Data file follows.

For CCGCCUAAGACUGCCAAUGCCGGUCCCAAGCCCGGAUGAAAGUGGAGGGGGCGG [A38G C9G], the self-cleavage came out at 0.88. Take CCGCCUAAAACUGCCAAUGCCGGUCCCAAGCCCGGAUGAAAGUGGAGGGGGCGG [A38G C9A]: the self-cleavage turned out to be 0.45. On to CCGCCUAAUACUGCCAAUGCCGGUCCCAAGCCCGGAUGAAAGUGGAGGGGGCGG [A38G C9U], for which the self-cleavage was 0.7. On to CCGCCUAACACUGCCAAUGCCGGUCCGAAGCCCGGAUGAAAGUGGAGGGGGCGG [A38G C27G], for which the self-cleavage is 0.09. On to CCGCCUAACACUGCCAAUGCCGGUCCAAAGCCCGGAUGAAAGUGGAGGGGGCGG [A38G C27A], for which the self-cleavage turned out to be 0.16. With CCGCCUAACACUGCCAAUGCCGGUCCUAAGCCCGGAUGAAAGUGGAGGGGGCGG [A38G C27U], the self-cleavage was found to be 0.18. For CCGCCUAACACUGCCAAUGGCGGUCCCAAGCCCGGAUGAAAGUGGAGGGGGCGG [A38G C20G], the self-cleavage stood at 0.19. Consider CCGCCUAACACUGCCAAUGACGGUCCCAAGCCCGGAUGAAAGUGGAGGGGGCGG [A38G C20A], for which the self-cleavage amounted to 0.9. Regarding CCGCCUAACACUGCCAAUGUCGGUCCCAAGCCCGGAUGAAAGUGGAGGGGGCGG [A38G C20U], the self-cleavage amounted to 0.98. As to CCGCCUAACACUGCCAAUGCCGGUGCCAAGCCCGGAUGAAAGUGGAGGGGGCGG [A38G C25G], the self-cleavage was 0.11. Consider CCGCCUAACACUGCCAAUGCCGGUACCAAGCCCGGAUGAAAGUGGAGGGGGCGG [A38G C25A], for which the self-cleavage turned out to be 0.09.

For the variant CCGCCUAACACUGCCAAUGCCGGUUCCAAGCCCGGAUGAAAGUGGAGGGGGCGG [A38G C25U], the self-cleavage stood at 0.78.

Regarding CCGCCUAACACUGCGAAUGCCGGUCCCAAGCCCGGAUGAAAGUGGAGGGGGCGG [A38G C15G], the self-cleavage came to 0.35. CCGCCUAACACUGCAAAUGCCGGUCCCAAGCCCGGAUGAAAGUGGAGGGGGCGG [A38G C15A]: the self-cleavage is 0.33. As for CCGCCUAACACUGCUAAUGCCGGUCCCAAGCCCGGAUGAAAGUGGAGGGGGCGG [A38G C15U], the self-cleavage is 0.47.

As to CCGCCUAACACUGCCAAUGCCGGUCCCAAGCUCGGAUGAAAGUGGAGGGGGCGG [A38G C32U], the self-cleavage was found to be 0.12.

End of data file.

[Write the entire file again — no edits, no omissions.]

For CCGCCUAAGACUGCCAAUGCCGGUCCCAAGCCCGGAUGAAAGUGGAGGGGGCGG [A38G C9G], the self-cleavage came out at 0.88. Take CCGCCUAAAACUGCCAAUGCCGGUCCCAAGCCCGGAUGAAAGUGGAGGGGGCGG [A38G C9A]: the self-cleavage turned out to be 0.45. On to CCGCCUAAUACUGCCAAUGCCGGUCCCAAGCCCGGAUGAAAGUGGAGGGGGCGG [A38G C9U], for which the self-cleavage was 0.7. On to CCGCCUAACACUGCCAAUGCCGGUCCGAAGCCCGGAUGAAAGUGGAGGGGGCGG [A38G C27G], for which the self-cleavage is 0.09. On to CCGCCUAACACUGCCAAUGCCGGUCCAAAGCCCGGAUGAAAGUGGAGGGGGCGG [A38G C27A], for which the self-cleavage turned out to be 0.16. With CCGCCUAACACUGCCAAUGCCGGUCCUAAGCCCGGAUGAAAGUGGAGGGGGCGG [A38G C27U], the self-cleavage was found to be 0.18. For CCGCCUAACACUGCCAAUGGCGGUCCCAAGCCCGGAUGAAAGUGGAGGGGGCGG [A38G C20G], the self-cleavage stood at 0.19. Consider CCGCCUAACACUGCCAAUGACGGUCCCAAGCCCGGAUGAAAGUGGAGGGGGCGG [A38G C20A], for which the self-cleavage amounted to 0.9. Regarding CCGCCUAACACUGCCAAUGUCGGUCCCAAGCCCGGAUGAAAGUGGAGGGGGCGG [A38G C20U], the self-cleavage amounted to 0.98. As to CCGCCUAACACUGCCAAUGCCGGUGCCAAGCCCGGAUGAAAGUGGAGGGGGCGG [A38G C25G], the self-cleavage was 0.11. Consider CCGCCUAACACUGCCAAUGCCGGUACCAAGCCCGGAUGAAAGUGGAGGGGGCGG [A38G C25A], for which the self-cleavage turned out to be 0.09.

For the variant CCGCCUAACACUGCCAAUGCCGGUUCCAAGCCCGGAUGAAAGUGGAGGGGGCGG [A38G C25U], the self-cleavage stood at 0.78.

Regarding CCGCCUAACACUGCGAAUGCCGGUCCCAAGCCCGGAUGAAAGUGGAGGGGGCGG [A38G C15G], the self-cleavage came to 0.35. CCGCCUAACACUGCAAAUGCCGGUCCCAAGCCCGGAUGAAAGUGGAGGGGGCGG [A38G C15A]: the self-cleavage is 0.33. As for CCGCCUAACACUGCUAAUGCCGGUCCCAAGCCCGGAUGAAAGUGGAGGGGGCGG [A38G C15U], the self-cleavage is 0.47.

As to CCGCCUAACACUGCCAAUGCCGGUCCCAAGCUCGGAUGAAAGUGGAGGGGGCGG [A38G C32U], the self-cleavage was found to be 0.12.